According to a report recently presented at the Radiological Society of North America’s annual meeting, important clinical data demonstrated by low-dose gadolinium MRI exams can now be effectively conveyed through algorithm-enhanced MR images, possibly providing a safer alternative to using contrast elements when performing MRI.
The use of gadolinium-based contrast agents in imaging practices has recently come under federal scrutiny, and according to the Food and Drug Administration, it can remain in the brain for months or years after being administered. The National Institutes of Health have also warned that patients who have suffered from acute stroke could be prone to gadolinium leaks upon undergoing imaging exams.
Researchers at Stanford University are using deep learning to produce images that are equally effective and insightful as gadolinium-based ones. Through the use of convolutional neural networks, the researchers have created an AI-based algorithm by programming images from 200 patients that had undergone contrast-enhanced MRI exams for a range of indications. Each patient had a pre-contrast scan, which contained no gadolinium; low-dose scan, an image that was produced after 10 percent of the standard gadolinium dose had been given; and a full-dose scan, which contained 100 percent dose administration.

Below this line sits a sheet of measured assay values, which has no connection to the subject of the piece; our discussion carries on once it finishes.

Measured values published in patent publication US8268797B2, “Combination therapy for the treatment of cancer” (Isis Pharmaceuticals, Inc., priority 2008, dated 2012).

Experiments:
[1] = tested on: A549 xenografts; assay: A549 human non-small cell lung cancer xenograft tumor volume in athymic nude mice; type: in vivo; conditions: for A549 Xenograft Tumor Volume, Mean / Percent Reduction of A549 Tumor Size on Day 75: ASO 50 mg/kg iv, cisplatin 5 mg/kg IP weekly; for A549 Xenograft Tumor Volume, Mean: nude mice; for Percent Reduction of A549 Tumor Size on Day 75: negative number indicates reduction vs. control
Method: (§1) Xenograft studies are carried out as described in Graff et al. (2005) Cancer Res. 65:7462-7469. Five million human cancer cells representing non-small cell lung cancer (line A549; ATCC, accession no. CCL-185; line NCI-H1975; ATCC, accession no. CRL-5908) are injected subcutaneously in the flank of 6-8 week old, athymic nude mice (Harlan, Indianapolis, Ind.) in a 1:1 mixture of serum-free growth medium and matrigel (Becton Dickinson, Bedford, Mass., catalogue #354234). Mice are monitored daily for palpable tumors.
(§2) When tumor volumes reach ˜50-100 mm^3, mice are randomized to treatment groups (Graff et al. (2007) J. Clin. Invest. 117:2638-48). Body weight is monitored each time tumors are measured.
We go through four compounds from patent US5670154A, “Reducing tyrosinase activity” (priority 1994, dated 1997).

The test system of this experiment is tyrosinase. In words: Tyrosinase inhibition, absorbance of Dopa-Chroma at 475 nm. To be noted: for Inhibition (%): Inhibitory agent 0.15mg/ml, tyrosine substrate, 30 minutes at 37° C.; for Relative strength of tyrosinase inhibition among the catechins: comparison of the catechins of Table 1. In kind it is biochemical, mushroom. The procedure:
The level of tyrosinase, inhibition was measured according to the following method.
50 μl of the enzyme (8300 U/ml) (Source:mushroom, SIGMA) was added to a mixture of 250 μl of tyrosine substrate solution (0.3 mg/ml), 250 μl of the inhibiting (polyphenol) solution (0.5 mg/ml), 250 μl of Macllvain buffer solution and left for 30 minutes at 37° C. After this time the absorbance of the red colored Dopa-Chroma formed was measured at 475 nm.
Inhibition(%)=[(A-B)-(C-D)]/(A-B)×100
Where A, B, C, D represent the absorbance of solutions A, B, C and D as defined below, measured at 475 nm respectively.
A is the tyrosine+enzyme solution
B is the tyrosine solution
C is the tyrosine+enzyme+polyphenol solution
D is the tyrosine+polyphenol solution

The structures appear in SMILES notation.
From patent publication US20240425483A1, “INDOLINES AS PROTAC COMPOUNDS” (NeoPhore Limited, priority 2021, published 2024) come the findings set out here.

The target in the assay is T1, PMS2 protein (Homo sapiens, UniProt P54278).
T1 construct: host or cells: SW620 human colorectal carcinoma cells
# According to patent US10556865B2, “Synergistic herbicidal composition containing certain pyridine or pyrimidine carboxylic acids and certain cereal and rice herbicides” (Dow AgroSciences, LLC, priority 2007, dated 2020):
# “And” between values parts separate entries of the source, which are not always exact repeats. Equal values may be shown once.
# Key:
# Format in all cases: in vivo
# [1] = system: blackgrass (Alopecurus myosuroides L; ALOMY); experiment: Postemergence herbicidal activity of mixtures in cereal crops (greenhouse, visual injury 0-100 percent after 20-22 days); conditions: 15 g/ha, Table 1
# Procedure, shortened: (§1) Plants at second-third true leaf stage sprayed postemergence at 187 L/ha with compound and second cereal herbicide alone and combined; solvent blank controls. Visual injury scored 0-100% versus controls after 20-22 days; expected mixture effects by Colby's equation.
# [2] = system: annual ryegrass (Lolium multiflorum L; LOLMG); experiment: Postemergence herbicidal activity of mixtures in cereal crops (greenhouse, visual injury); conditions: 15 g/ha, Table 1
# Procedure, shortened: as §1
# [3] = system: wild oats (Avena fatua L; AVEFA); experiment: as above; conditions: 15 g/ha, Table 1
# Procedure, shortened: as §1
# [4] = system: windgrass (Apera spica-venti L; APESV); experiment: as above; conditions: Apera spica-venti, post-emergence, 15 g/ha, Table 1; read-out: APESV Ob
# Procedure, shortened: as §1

The algorithm proved to successfully distinguish full-dose scans from zero and low-dose scans. Neurologists then weighed in on the contrast enhancement quality. They found that overall scan quality across the low-dose, full-dose, and algorithm-enhanced MR images were “not significantly different.” These results